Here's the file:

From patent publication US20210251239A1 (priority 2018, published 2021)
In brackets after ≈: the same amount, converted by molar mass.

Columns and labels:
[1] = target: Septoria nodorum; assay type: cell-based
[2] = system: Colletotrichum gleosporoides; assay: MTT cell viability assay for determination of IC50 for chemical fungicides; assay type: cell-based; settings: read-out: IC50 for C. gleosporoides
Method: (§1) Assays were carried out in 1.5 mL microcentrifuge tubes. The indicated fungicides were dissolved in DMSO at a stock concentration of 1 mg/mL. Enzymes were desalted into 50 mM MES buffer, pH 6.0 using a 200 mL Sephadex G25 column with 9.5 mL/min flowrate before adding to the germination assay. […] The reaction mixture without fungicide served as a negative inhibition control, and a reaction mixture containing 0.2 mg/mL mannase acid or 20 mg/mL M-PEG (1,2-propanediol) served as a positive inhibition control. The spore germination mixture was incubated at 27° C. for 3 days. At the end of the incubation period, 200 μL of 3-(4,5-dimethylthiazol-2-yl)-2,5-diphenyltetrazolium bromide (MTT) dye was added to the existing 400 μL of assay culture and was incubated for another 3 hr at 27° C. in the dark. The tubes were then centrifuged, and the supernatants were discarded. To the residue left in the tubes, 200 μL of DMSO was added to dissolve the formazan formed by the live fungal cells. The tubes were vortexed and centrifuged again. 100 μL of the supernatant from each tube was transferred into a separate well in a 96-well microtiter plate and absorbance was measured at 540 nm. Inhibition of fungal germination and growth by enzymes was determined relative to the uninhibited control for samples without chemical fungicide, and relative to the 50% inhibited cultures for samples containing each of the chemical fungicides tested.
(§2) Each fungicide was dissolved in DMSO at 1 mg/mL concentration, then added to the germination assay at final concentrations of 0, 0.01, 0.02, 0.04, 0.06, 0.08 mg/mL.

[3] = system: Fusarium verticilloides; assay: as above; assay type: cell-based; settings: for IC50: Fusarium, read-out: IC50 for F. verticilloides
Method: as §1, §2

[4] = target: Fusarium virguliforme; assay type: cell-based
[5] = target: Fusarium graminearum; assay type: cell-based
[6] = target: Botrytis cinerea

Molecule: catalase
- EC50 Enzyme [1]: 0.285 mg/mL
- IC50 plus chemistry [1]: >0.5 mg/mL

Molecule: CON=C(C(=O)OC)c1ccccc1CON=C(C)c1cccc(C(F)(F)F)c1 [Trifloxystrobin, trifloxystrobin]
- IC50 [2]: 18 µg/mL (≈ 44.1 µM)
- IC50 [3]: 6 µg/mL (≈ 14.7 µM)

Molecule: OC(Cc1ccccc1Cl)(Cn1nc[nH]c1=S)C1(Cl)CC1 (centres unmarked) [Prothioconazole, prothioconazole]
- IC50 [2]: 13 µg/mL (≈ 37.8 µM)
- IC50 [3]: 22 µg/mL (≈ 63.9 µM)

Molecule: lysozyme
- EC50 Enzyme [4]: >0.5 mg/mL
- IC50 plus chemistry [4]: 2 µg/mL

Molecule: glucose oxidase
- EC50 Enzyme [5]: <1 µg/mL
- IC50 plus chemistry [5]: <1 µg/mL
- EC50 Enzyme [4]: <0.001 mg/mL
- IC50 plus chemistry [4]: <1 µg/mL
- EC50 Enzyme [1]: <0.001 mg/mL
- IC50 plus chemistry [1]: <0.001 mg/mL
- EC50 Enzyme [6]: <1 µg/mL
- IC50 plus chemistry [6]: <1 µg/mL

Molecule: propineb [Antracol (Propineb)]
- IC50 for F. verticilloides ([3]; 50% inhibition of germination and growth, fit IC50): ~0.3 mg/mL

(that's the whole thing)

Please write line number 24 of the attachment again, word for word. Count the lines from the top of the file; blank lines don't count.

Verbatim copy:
- IC50 plus chemistry [4]: 2 µg/mL